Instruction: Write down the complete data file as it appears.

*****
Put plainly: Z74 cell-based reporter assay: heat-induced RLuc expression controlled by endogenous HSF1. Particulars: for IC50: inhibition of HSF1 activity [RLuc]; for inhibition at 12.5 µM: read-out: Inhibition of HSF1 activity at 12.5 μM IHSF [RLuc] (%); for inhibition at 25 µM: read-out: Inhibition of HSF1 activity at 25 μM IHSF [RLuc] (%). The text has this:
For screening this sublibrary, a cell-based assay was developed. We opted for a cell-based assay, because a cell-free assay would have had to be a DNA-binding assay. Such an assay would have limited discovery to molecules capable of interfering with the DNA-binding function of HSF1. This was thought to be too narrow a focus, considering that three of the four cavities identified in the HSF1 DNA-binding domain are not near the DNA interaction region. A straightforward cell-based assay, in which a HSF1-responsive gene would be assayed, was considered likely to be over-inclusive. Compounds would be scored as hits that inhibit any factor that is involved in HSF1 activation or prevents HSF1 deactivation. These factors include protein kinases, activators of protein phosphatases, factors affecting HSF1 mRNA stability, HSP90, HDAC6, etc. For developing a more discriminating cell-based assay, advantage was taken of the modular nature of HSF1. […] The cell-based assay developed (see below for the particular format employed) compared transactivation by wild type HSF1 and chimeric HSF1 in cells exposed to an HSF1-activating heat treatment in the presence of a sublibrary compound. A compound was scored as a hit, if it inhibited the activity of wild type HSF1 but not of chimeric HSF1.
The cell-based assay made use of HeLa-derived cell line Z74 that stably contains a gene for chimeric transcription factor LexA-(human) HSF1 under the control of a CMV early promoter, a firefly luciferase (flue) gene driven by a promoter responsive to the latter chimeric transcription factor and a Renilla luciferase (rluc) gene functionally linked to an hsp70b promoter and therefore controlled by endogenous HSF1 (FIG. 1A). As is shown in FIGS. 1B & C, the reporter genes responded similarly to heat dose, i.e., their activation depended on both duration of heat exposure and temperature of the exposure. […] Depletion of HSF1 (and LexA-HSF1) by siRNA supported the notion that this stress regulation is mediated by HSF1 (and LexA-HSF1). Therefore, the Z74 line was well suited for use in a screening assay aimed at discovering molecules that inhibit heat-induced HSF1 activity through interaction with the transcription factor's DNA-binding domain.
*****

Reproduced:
Put plainly: Z74 cell-based reporter assay: heat-induced RLuc expression controlled by endogenous HSF1. Particulars: for IC50: inhibition of HSF1 activity [RLuc]; for inhibition at 12.5 µM: read-out: Inhibition of HSF1 activity at 12.5 μM IHSF [RLuc] (%); for inhibition at 25 µM: read-out: Inhibition of HSF1 activity at 25 μM IHSF [RLuc] (%). The text has this:
For screening this sublibrary, a cell-based assay was developed. We opted for a cell-based assay, because a cell-free assay would have had to be a DNA-binding assay. Such an assay would have limited discovery to molecules capable of interfering with the DNA-binding function of HSF1. This was thought to be too narrow a focus, considering that three of the four cavities identified in the HSF1 DNA-binding domain are not near the DNA interaction region. A straightforward cell-based assay, in which a HSF1-responsive gene would be assayed, was considered likely to be over-inclusive. Compounds would be scored as hits that inhibit any factor that is involved in HSF1 activation or prevents HSF1 deactivation. These factors include protein kinases, activators of protein phosphatases, factors affecting HSF1 mRNA stability, HSP90, HDAC6, etc. For developing a more discriminating cell-based assay, advantage was taken of the modular nature of HSF1. […] The cell-based assay developed (see below for the particular format employed) compared transactivation by wild type HSF1 and chimeric HSF1 in cells exposed to an HSF1-activating heat treatment in the presence of a sublibrary compound. A compound was scored as a hit, if it inhibited the activity of wild type HSF1 but not of chimeric HSF1.
The cell-based assay made use of HeLa-derived cell line Z74 that stably contains a gene for chimeric transcription factor LexA-(human) HSF1 under the control of a CMV early promoter, a firefly luciferase (flue) gene driven by a promoter responsive to the latter chimeric transcription factor and a Renilla luciferase (rluc) gene functionally linked to an hsp70b promoter and therefore controlled by endogenous HSF1 (FIG. 1A). As is shown in FIGS. 1B & C, the reporter genes responded similarly to heat dose, i.e., their activation depended on both duration of heat exposure and temperature of the exposure. […] Depletion of HSF1 (and LexA-HSF1) by siRNA supported the notion that this stress regulation is mediated by HSF1 (and LexA-HSF1). Therefore, the Z74 line was well suited for use in a screening assay aimed at discovering molecules that inhibit heat-induced HSF1 activity through interaction with the transcription factor's DNA-binding domain.